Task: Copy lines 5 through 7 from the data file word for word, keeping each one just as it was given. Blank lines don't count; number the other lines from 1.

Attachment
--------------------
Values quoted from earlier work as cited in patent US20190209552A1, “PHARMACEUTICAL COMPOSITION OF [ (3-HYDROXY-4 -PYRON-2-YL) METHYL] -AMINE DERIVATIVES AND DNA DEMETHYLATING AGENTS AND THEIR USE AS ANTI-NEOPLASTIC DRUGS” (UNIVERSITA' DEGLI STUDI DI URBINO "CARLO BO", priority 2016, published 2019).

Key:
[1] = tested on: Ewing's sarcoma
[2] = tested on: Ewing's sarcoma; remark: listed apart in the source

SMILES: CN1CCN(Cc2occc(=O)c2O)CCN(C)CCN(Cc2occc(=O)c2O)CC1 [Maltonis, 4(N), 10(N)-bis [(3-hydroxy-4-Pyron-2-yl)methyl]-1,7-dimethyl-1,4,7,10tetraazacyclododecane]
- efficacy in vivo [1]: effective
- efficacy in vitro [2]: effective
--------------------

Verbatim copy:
SMILES: CN1CCN(Cc2occc(=O)c2O)CCN(C)CCN(Cc2occc(=O)c2O)CC1 [Maltonis, 4(N), 10(N)-bis [(3-hydroxy-4-Pyron-2-yl)methyl]-1,7-dimethyl-1,4,7,10tetraazacyclododecane]
- efficacy in vivo [1]: effective
- efficacy in vitro [2]: effective